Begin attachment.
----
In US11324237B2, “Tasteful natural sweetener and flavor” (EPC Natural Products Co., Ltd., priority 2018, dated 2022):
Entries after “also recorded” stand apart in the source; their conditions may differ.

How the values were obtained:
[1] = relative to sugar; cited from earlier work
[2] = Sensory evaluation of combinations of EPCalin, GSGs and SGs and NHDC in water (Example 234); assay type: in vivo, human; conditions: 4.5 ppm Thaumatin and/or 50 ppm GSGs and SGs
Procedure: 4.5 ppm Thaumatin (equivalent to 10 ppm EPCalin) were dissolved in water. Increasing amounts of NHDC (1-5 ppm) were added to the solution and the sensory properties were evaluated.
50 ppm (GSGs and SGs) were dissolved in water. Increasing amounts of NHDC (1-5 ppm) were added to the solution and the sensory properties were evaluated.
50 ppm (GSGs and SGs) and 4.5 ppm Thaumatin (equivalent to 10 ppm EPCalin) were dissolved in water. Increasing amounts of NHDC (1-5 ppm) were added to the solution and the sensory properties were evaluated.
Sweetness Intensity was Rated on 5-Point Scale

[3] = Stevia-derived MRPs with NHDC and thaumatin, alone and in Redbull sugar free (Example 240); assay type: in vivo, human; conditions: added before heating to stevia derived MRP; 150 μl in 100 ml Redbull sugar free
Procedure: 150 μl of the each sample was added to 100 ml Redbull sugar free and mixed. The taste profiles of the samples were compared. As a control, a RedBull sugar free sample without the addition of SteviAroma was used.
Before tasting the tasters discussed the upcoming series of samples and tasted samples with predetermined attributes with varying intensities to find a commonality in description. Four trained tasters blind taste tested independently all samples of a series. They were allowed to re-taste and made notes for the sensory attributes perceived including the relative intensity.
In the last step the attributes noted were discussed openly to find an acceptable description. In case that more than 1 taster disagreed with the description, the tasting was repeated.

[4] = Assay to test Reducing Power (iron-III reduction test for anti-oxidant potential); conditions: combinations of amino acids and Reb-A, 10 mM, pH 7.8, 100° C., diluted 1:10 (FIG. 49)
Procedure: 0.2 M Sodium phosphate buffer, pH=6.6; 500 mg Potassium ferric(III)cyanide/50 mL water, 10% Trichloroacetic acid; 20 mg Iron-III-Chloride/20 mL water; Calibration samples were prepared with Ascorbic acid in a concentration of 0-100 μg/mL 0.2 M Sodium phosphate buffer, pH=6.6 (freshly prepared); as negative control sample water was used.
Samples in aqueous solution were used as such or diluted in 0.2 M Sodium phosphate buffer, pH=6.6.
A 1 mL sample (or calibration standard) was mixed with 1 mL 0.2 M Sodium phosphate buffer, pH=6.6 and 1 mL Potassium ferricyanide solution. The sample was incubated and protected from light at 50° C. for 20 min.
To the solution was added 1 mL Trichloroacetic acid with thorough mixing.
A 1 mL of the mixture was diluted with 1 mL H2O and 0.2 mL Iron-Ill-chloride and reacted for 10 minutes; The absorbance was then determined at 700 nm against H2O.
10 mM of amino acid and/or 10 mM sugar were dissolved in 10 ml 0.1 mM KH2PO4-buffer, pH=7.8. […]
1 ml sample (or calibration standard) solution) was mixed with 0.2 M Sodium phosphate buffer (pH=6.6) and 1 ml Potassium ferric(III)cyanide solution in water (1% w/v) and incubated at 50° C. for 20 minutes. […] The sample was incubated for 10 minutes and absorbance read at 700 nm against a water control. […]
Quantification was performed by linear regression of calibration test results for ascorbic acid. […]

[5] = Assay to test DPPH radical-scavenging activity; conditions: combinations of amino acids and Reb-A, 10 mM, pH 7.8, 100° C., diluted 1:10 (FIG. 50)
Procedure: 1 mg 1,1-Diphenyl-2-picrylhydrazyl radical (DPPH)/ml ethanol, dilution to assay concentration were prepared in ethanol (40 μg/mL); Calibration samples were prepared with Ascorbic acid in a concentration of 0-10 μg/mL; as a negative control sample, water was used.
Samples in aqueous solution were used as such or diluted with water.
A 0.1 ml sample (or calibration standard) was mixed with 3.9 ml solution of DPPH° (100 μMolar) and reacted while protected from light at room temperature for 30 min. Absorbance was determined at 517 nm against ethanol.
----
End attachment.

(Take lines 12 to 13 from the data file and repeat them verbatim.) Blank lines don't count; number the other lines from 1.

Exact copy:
Before tasting the tasters discussed the upcoming series of samples and tasted samples with predetermined attributes with varying intensities to find a commonality in description. Four trained tasters blind taste tested independently all samples of a series. They were allowed to re-taste and made notes for the sensory attributes perceived including the relative intensity.
In the last step the attributes noted were discussed openly to find an acceptable description. In case that more than 1 taster disagreed with the description, the tasting was repeated.